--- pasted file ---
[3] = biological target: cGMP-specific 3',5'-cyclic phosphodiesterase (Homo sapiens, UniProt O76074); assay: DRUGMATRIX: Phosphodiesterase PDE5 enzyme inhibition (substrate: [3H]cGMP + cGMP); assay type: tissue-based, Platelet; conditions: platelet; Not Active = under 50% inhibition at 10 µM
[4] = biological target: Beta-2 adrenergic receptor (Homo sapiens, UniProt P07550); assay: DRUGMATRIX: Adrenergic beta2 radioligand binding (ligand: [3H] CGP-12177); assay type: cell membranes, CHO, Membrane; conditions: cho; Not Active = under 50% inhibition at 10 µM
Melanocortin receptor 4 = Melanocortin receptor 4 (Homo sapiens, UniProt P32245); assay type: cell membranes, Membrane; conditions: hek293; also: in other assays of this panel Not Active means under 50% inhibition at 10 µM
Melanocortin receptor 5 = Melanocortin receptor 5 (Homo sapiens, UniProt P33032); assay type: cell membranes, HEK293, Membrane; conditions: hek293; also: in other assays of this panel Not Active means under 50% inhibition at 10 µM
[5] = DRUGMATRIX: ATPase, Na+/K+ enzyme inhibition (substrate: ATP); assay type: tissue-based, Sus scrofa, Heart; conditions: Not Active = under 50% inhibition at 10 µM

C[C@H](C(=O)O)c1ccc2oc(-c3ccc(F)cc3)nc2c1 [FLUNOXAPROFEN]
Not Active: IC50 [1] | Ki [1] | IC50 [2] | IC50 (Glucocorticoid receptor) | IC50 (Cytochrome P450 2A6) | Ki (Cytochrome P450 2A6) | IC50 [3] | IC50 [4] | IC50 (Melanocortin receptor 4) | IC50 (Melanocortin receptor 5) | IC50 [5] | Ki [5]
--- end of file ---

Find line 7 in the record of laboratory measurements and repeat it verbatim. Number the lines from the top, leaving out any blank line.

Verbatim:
Not Active: IC50 [1] | Ki [1] | IC50 [2] | IC50 (Glucocorticoid receptor) | IC50 (Cytochrome P450 2A6) | Ki (Cytochrome P450 2A6) | IC50 [3] | IC50 [4] | IC50 (Melanocortin receptor 4) | IC50 (Melanocortin receptor 5) | IC50 [5] | Ki [5]